Whether they were Puffs, Spookys, Spectres, Shadows, or Stingers, the gunships brought intense, lethally accurate fire to the enemy’s doorstep, busting trucks and saving the lives of countless friendly personnel.
Putting a fixed side-firing weapon on an aircraft was first proposed in 1926, when 1st Lt. Fred Nelson experimented with a de Havilland DH-4 at Brooks Field, Texas. Nelson mounted a .30-caliber Lewis machine gun on the wing and flew “pylon turns” to keep the gun on target, thus demonstrating the very essence of the concept almost 40 years before it appeared on the battlefield.
The United States did not have a monopoly on the idea. In 1932, French military designers installed a fixed side-firing Schneider P.D. 12 75 mm cannon in a four-engine Bordelaise A.B. 22 bomber. The A.B. 22 was intended for use in France’s colonial possessions, one of which, ironically enough, would become the venue for US gunships-Indochina.
In April 1942, 1st Lt. Gilmour C. MacDonald of the 95th Coast Artillery proposed fitting a Piper Cub with a side-firing machine gun for anti-submarine operations. MacDonald’s gunship idea was passed over, but he resurrected it in 1961 when, as a lieutenant colonel, he advocated transverse firing of rockets and machine guns by liaison aircraft. This time, he was backed by Ralph E. Flexman, an assistant chief engineer at Bell Aerosystems, who was intrigued by the challenge of limited war and counterinsurgency actions and was drawing inspiration from an unusual source.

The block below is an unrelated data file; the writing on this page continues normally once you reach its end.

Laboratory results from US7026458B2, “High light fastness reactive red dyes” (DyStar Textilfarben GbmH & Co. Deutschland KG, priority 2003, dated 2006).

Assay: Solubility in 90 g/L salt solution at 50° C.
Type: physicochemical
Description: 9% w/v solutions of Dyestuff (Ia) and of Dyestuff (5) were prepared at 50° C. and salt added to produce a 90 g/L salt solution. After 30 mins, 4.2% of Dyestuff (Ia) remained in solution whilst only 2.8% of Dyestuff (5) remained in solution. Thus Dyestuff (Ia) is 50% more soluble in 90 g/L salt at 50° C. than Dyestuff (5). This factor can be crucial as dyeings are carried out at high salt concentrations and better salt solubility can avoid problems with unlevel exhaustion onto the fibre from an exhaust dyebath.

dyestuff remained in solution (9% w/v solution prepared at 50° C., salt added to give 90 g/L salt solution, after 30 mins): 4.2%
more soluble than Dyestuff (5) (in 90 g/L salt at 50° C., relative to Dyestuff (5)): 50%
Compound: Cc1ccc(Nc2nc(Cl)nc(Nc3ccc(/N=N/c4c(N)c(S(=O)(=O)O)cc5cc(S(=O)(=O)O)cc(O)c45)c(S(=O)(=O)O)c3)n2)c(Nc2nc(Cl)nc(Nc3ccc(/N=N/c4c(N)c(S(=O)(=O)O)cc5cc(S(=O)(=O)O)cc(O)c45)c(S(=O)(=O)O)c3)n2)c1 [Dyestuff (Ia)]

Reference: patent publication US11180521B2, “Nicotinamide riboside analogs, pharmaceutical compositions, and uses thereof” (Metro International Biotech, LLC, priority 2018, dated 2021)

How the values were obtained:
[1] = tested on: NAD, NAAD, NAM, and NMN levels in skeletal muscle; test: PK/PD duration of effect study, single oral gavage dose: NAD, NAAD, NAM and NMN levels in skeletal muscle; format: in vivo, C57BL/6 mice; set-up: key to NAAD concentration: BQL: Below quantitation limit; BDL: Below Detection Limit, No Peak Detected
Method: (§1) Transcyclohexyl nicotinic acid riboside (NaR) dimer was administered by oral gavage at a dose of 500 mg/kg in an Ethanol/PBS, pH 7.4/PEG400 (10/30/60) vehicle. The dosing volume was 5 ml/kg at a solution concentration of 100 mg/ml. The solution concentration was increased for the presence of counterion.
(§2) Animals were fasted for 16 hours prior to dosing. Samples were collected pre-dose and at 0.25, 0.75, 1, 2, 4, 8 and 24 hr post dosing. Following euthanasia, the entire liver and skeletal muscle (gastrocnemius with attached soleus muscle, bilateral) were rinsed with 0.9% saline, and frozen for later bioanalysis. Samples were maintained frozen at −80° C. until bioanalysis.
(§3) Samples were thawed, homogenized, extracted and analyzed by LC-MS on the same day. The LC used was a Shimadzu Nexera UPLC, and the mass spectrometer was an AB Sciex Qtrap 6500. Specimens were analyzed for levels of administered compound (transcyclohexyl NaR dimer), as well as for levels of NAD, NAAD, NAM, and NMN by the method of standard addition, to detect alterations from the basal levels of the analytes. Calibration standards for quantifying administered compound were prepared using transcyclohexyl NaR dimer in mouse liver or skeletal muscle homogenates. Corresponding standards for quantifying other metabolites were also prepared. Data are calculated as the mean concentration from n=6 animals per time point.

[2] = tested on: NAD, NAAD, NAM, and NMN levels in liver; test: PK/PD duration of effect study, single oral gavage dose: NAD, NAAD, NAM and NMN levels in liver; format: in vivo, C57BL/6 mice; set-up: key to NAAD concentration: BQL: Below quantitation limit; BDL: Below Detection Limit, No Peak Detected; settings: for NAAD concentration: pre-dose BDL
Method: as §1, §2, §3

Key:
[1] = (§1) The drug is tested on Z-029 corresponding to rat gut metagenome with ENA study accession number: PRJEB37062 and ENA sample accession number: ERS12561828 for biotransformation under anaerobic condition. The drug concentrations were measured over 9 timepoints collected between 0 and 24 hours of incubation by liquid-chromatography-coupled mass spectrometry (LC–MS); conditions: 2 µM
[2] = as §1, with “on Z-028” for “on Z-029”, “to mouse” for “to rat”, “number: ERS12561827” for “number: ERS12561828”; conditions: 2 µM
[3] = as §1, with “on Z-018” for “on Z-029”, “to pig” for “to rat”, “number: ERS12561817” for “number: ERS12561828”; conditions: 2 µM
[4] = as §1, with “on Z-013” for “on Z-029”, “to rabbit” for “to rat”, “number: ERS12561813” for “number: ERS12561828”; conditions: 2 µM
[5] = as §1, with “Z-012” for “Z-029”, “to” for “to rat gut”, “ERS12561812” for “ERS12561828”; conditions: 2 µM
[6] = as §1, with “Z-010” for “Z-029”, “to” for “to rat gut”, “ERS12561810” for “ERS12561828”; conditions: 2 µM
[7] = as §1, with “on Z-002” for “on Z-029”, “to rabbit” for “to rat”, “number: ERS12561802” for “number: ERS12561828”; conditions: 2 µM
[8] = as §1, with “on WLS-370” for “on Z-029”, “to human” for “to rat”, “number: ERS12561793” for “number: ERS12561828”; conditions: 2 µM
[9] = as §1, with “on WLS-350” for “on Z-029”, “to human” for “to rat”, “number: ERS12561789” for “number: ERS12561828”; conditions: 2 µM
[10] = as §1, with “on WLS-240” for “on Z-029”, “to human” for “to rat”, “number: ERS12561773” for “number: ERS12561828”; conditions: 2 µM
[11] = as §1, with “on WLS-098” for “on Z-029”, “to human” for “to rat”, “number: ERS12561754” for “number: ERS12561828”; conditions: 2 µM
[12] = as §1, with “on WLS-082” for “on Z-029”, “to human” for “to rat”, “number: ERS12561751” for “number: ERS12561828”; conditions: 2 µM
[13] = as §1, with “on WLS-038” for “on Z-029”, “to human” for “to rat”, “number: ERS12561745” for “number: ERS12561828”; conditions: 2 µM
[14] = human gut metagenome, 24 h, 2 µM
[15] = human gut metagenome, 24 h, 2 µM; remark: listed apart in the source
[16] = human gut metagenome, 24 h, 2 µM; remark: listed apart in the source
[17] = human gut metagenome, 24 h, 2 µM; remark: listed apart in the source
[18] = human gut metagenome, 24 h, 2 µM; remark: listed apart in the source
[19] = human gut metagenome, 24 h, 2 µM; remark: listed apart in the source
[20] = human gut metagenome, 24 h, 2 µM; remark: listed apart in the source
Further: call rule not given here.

Flexman had heard stories of a missionary named Nate Saint who had been able to air-deliver mail and supplies to remote villages by lowering them in a weighted pouch. The pouch remained stationary over a point on Earth at the end of a long rope as he flew pylon turns around the point. Flexman reasoned that the straight line of the rope would translate into a straight line of gun fire at a single point on Earth if the gunship were flown in a similar pylon turn.
The requirement for additional firepower in Southeast Asia gave impetus to the side-firing idea. Preliminary tests of the concept were conducted at Air Force Systems Command’s Aeronautical Systems Division at WrightPatterson AFB, Ohio, by Capt. John C. Simons, as a part of Project Tailchaser. Simons encountered opposition; many people believed that a side-firing aircraft, particularly the C-47, would be far too vulnerable to enemy fire. There was also doctrinal concern that use of a fixed-wing gunship was playing into the hands of the Army, which was becoming ever more dependent upon the helicopter gunship.
Nonetheless Simons persisted, “bootlegging” missions in a North American T-28. No guns or sights were fitted, but Simons was able to validate the concept by marking the canopy with a grease pencil and flying the pattern.
More experiments were done by Capt. J.D. Boren and Capt. J.A. Birt in 1964, using a Convair C-131B. Cameras were used in place of guns, and SSgt. Estell P. Bunch developed a gun sight for the pilot, Capt. Edwin J. Hatzenbuehler.